Lack of basic security features in 28 popular routers points to industry-wide failure, researchers say

Many popular wireless routers perform very poorly with regards to known, basic safety features, and there is little consistency in terms of security practices even within the models of the same brand, according to a new study.

The Cyber Independent Testing Lab (Cyber-ITL) analyzed 28 routers and access points from different vendors and found “a significant lack of basic security and safety hygiene.”

Security hardening features like DEP (Data Execution Prevention), ASLR (Address Space Layout Randomization), RELRO (RELocation Read-Only), and others were missing, to varying degrees, in all 28 routers.

“The absence of these security features is inexcusable,” said Parker Thompson and Sarah Zatko, the researchers behind the study. “The features discussed in this report are easy to adopt, come with no downsides, and are standard practices in other market segments (such as desktop and mobile software),” they duo added.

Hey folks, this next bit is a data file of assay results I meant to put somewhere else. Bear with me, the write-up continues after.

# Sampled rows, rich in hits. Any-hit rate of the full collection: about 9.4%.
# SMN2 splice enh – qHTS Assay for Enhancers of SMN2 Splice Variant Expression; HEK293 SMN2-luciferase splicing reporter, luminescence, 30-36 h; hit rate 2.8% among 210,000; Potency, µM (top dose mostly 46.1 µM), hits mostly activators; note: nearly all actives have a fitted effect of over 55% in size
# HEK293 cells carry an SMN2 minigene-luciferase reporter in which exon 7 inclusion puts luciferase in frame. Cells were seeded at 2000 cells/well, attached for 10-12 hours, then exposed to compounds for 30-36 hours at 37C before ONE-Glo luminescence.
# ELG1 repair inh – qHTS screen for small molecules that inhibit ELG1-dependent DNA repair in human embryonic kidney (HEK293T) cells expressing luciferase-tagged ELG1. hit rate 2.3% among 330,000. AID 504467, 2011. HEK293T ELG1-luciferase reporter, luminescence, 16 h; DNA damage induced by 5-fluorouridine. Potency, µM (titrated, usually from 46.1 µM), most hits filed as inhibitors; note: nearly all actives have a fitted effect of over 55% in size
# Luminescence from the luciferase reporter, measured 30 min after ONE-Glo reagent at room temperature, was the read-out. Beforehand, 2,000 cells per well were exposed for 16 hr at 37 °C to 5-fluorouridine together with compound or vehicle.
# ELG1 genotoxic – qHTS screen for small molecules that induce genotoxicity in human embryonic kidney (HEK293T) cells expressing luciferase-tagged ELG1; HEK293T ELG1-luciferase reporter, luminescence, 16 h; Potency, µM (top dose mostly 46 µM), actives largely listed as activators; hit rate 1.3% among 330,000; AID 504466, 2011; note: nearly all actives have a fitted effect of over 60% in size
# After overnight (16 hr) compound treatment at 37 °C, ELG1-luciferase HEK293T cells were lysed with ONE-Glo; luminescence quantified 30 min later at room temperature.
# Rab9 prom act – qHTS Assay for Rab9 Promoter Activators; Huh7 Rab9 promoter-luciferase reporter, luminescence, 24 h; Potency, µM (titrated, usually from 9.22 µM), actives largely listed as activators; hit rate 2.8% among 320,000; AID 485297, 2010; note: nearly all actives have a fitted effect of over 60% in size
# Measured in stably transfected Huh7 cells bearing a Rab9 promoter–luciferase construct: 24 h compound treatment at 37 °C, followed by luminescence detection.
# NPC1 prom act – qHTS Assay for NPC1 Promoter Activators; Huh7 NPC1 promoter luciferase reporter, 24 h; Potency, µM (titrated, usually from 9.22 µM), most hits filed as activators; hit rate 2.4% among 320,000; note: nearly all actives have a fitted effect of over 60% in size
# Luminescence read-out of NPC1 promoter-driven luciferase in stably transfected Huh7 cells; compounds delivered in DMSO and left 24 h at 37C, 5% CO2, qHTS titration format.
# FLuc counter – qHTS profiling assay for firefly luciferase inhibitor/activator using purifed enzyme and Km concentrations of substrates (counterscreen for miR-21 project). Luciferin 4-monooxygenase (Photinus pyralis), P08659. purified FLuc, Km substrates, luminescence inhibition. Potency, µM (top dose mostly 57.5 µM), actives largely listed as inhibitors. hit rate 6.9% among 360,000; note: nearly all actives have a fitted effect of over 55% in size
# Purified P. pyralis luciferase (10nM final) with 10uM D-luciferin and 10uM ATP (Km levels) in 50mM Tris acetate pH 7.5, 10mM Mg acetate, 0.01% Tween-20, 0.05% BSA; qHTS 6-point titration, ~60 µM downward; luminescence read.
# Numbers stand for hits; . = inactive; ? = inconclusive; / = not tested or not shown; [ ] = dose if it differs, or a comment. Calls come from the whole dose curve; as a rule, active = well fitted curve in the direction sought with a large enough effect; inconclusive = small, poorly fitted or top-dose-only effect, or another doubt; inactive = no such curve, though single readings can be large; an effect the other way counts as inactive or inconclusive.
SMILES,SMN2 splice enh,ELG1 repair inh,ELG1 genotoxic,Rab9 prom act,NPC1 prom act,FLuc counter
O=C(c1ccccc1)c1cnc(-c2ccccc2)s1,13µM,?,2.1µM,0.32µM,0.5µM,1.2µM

Notably, the Linksys WRT32X scored highest, with 100% DEP coverage, 95% RELRO coverage, 82% stack guard coverage, and a much lower 4% ASLR coverage. However, most other routers didn’t even come close to these numbers. The paper (PDF) lists all 28 routers with their specific scores.

“The router with the highest usage of ASLR across binaries was the Linksys e2500 from the first group, with a still extremely poor 9% ASLR. Given that ASLR is an easy safety hygiene feature to accomplish for binary applications, this is a major industry-wide security lapse,” the researchers added.

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